WESTMINSTER -- If the 30,000 people who ride The EnterTRAINment Line through the city every year knew more about the business district, they might stay and shop, says the line's president.
"If I were a merchant in Westminster, I'd be somehow trapping these people," Gus Novotny said. "We're bringing people with money to spend. I hate to see people leave my operation with money in their pockets."
Yesterday, 15 business owners and managers talked about how to attract these potential customers and others who will come to the Wal-Mart store, scheduled to open in November at the Englar Business Park.
Mayor W. Benjamin Brown invited 25 people to the meeting at the Comfort Inn to generate ideas on how merchants can work together to improve Christmas sales. The gathering was called "Marketing Westminster: 1990s and Beyond."
"We'll get out of this recession faster in Westminster if we climb out of it," Mr. Brown said.
He suggested that merchants with businesses downtown and on Route 140 should take out newspaper advertisements together to explain where the shopping areas are and the diversity of shops available.
"We could market Route 140 as a mall," Mr. Brown said. "The future of Westminster is retail."
Shane White, past president of the Westminster Business Association, suggested putting a billboard on the outskirts of the city.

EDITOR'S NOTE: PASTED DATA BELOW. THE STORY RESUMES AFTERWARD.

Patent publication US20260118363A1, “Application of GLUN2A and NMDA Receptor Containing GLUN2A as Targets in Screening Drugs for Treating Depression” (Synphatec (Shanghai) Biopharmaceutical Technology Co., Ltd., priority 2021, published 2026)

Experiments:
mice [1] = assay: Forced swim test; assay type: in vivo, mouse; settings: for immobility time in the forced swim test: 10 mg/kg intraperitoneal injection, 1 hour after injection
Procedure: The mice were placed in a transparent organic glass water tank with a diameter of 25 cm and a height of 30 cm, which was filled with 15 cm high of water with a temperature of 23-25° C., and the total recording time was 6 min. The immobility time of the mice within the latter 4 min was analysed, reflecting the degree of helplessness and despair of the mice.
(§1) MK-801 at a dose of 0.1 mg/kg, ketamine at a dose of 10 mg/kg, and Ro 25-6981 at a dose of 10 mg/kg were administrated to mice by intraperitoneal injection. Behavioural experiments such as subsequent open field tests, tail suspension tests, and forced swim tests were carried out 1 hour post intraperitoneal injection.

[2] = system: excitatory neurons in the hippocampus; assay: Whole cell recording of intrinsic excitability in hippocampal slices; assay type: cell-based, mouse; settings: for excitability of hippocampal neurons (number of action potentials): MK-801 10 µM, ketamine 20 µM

Kathi McAvoy, marketing manager at Cranberry Mall, said the new Wal-Mart will bring more shoppers from other areas, specifically from Howard County where there is no Wal-Mart. The mall plans to advertise there, she said.
Wal-Mart will bring shoppers in, and "we have to find a way to keep them," said Helen Utz, executive director of the Carroll County Chamber of Commerce.
Leggett Manager R. Steven Stewart said he would be interested in advertising with other merchants. "The effort would be well worthwhile," he said.
Weis Market manager Tony Poist agreed and said his company participated in a similar effort in Pennsylvania. "I think we can go to work on this," he said.
Group members agreed to meet at City Hall in two weeks to discuss details of a cooperative advertising effort.
"We've got a job to do here," Mr. Brown said. "And we'll go a lot further if we do it together."